New scholarship celebrates an O.T. legacy

Joanne Foss pins a graduating Master of Occupational Therapy student at a 2017 reception and awards ceremony.

By Katarina Fiorentino Klatzkow   

Joanne Foss, Ph.D., O.T.R., FAOTA, a professor emerita of the UF College of Public Health and Health Professions department of occupational therapy, didn’t always dream of becoming a clinical practitioner. While attending high school in Philadelphia, Pennsylvania, Foss was tasked with exploring various career paths by connecting with individuals doing work that intrigued her. Drawn to working with children with autism, she sought out an opportunity to complete a special project under the mentorship of an occupational therapist. She didn’t realize it then, but this marked the beginning of a successful and rewarding career in occupational therapy.   

Before her retirement from UF in 2017, Foss served the occupational therapy field in multiple capacities, from clinician to educator to leader. She began her career as a clinical occupational therapist, working in early intervention, hospital and school settings. Foss would go on to teach undergraduate and graduate courses in adult and child development, pediatric assessment and intervention, and professional development.   

“More than anything, I enjoyed the interactions with my students and helping them to prepare for a professional role,” Foss said. “I taught many small lab classes at PHHP in pediatrics, and we would work together on different interventions. Getting down on the floor with the students and teaching them how to work with young children and implement interventions was so much fun. We laughed a lot.”  

Joanne Foss, Ph.D., O.T.R., FAOTA.

Foss has received several teaching awards at the department, college and academic health center levels, and has mentored hundreds of current and former students as they pursue careers in patient care, academia and research.  

Now, she and her husband are giving back to the next generation of UF occupational therapists through the Joanne J. Foss OT Student Scholarship.  

“I’ve been teaching for over 40 years, 30 with the University of Florida. When I retired, I had time to think more about the impact of my students on my life, my career, how I think and the person I am,” Foss said. “I wanted to continue to make some sort of impact on students, even though I’m not teaching them directly.”  

The fund supports students pursuing a career change and first-generation college students in the PHHP Doctor of Occupational Therapy program. It honors the students and faculty Foss encountered in her career who challenged her to open her mind by sharing their own perspectives and stories.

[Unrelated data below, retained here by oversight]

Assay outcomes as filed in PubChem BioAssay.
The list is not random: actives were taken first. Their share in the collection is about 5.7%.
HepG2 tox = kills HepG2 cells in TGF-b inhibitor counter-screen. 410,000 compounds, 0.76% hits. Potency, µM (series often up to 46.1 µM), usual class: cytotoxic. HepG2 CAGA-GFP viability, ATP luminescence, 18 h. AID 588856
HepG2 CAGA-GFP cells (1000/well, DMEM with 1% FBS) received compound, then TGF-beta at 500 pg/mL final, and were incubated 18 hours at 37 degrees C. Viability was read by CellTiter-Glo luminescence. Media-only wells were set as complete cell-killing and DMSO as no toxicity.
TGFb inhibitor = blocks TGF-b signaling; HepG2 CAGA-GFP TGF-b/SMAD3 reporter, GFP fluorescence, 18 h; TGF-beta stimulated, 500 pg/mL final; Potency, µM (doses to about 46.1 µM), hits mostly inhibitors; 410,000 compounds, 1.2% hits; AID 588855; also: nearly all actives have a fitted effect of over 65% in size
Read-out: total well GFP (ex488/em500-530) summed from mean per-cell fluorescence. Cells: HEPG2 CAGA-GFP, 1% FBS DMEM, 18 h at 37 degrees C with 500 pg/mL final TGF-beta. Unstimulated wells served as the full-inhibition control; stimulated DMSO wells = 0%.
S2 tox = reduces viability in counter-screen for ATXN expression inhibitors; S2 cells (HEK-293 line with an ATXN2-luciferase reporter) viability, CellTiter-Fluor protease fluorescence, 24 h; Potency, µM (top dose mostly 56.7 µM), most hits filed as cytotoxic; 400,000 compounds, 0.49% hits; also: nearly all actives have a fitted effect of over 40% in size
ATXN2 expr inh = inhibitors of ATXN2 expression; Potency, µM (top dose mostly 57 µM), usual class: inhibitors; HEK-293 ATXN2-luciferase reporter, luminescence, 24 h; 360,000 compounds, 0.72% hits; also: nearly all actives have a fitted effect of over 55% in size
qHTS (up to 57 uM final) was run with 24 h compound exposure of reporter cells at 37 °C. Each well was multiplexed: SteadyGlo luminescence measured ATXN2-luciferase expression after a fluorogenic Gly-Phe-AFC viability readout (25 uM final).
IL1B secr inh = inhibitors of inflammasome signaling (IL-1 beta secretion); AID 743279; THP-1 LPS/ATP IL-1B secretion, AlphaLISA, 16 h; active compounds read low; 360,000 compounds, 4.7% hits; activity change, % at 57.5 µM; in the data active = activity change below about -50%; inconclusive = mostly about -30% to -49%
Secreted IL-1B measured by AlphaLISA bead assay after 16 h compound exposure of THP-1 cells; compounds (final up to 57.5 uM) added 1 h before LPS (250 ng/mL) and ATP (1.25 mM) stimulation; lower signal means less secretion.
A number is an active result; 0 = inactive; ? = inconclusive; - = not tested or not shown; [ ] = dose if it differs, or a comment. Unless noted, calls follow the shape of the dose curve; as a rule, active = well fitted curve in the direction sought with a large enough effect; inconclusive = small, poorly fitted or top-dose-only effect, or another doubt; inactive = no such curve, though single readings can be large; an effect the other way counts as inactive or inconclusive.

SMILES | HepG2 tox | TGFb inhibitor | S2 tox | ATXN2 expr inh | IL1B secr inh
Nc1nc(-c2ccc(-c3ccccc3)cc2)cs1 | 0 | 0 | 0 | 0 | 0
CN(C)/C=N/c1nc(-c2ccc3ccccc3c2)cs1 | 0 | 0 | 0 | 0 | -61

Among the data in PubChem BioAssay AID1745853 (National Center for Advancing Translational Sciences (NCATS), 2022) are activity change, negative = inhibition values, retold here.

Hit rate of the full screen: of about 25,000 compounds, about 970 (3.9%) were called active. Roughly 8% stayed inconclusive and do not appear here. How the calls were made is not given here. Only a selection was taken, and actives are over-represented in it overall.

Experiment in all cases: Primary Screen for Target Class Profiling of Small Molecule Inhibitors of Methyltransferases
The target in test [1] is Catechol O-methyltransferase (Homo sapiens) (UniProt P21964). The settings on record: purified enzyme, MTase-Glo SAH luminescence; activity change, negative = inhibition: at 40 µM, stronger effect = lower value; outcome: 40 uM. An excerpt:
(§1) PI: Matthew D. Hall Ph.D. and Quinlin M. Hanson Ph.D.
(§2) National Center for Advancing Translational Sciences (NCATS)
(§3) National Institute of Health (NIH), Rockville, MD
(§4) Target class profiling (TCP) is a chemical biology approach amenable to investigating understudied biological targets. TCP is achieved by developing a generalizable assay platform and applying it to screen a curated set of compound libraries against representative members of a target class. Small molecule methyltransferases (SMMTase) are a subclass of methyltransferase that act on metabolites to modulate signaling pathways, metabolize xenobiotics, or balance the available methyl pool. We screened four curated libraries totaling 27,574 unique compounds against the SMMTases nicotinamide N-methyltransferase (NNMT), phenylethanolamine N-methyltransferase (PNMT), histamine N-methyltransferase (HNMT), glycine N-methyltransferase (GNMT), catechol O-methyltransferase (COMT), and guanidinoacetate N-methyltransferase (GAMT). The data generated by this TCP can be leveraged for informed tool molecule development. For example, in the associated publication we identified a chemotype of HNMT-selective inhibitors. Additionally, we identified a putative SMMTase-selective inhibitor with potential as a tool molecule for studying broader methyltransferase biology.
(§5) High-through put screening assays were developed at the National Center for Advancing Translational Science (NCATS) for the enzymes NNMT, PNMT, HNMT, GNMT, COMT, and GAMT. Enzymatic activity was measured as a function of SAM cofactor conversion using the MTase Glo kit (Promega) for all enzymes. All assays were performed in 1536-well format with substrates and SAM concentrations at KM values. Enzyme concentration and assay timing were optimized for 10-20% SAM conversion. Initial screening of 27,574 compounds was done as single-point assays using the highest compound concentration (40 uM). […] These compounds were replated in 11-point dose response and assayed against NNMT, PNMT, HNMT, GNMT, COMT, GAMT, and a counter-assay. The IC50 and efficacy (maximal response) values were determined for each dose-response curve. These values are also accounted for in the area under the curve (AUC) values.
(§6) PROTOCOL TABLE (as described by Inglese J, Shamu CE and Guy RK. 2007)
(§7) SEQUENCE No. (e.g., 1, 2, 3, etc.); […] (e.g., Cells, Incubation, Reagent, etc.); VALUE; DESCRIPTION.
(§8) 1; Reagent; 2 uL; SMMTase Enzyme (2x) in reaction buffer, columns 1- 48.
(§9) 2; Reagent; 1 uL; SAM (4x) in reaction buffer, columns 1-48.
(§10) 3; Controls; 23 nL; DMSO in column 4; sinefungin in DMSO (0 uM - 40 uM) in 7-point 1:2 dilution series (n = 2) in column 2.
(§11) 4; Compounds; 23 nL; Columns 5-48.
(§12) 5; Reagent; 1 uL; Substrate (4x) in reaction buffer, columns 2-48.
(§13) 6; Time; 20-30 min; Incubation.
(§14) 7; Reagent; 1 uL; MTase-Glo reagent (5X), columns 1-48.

“Some of my favorite students are career changers because they really want to be there to learn and they know that this is what they want to do because they’ve had the opportunity to be out in the world,” Foss said. “They’re more likely to be older students, and I can relate to that. I didn’t finish my Ph.D. until I was in my 50s. I had children, a job and a husband working hard, and I have a soft spot for that kind of juggling in one’s life.”   

Career changers and first-generation students, she says, are often facing barriers to pursuing doctoral-level education, such as balancing multiple other relationships and obligations. The aim of this scholarship is to support these students and celebrate the diverse backgrounds and experiences of future occupational therapy providers.   

“One of my first-generation college students went home to make a meal to last the week for a mother who had a disability. She was a great student, and I enjoyed her perspective on what we were learning,” Foss said.  

“I admire first-generation college students so much because they don’t always get the support or have folks behind them, really helping them along the way. That group of students has always been a group that I want to get behind.”  

Perseverance, reiterates Foss, is at the heart of this scholarship.   

In addition to honoring student impact, the scholarship also celebrates the life and legacy of Foss’ grandmother, Louisa Chambers, who embodied perseverance and passed on the importance of education and keeping a positive perspective in life.   

“She was one of the most positive people that I have ever encountered, and in the years that I knew her and the time that I spent with her, she had every right to complain about a lot of things. But I never heard her say a mean thing about another person or group of people. She was always positive,” Foss said.   

When asked about what kind of legacy she hopes this scholarship will leave, Foss hopes that it will inspire recipients to help future generations as they progress in their careers as occupational therapists.   

“There are a lot of people that contribute to the trajectory of your career, and it’s important to be thankful for that, but also help the next generation to take advantage of it as well,” Foss said. “I think this is one way of keeping occupational therapy strong as a profession — if we all contribute to the next therapist that comes behind us.”